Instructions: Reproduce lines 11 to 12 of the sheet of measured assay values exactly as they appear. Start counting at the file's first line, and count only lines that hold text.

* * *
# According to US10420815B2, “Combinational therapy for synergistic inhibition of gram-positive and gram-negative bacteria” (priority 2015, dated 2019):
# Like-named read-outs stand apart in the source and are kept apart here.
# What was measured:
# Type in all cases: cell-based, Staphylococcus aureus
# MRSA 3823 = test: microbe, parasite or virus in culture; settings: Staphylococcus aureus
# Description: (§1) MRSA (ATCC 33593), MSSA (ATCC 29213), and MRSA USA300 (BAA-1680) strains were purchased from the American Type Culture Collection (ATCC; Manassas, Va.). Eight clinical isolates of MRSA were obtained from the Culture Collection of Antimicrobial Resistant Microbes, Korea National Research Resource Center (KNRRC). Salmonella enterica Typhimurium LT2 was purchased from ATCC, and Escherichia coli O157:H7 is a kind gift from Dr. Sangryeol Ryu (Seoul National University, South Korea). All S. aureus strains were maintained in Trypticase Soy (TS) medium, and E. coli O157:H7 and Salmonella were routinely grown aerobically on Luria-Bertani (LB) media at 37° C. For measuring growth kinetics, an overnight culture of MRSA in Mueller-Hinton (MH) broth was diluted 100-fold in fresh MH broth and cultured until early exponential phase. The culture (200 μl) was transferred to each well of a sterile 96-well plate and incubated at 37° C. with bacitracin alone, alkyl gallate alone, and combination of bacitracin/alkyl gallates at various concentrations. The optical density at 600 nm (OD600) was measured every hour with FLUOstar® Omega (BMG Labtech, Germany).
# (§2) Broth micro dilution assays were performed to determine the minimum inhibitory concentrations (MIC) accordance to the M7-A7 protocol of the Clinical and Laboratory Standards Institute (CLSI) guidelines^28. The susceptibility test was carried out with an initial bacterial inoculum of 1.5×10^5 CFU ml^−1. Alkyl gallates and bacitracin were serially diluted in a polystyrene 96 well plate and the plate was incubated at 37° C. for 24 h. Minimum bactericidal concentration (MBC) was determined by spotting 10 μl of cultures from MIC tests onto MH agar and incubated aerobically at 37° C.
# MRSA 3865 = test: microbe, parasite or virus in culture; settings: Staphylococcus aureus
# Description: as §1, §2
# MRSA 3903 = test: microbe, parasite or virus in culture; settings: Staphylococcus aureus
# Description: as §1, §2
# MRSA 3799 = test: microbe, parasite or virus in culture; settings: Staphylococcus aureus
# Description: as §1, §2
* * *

# Description: as §1, §2
# MRSA 3799 = test: microbe, parasite or virus in culture; settings: Staphylococcus aureus